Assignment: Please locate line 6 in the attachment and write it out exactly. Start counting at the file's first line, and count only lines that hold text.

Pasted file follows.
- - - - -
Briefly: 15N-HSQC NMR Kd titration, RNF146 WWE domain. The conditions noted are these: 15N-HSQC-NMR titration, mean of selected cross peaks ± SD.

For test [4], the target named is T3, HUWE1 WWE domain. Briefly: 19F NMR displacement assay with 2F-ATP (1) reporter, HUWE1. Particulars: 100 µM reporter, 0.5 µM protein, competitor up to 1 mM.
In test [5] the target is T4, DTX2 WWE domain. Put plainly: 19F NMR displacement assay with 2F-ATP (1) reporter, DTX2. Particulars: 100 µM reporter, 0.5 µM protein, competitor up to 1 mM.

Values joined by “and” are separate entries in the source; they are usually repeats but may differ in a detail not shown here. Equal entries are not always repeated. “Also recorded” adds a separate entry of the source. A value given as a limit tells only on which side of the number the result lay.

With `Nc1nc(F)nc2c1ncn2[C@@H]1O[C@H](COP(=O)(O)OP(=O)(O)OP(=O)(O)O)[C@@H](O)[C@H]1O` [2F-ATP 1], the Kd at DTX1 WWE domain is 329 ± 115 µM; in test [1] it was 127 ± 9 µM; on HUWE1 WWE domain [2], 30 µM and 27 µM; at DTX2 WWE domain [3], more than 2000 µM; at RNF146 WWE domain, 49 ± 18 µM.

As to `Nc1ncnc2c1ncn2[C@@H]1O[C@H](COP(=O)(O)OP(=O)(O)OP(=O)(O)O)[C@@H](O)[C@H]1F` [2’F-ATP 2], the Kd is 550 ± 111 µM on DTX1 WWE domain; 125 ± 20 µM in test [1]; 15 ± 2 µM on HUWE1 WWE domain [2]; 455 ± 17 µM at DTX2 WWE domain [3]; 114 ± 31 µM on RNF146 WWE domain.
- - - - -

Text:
As to `Nc1ncnc2c1ncn2[C@@H]1O[C@H](COP(=O)(O)OP(=O)(O)OP(=O)(O)O)[C@@H](O)[C@H]1F` [2’F-ATP 2], the Kd is 550 ± 111 µM on DTX1 WWE domain; 125 ± 20 µM in test [1]; 15 ± 2 µM on HUWE1 WWE domain [2]; 455 ± 17 µM at DTX2 WWE domain [3]; 114 ± 31 µM on RNF146 WWE domain.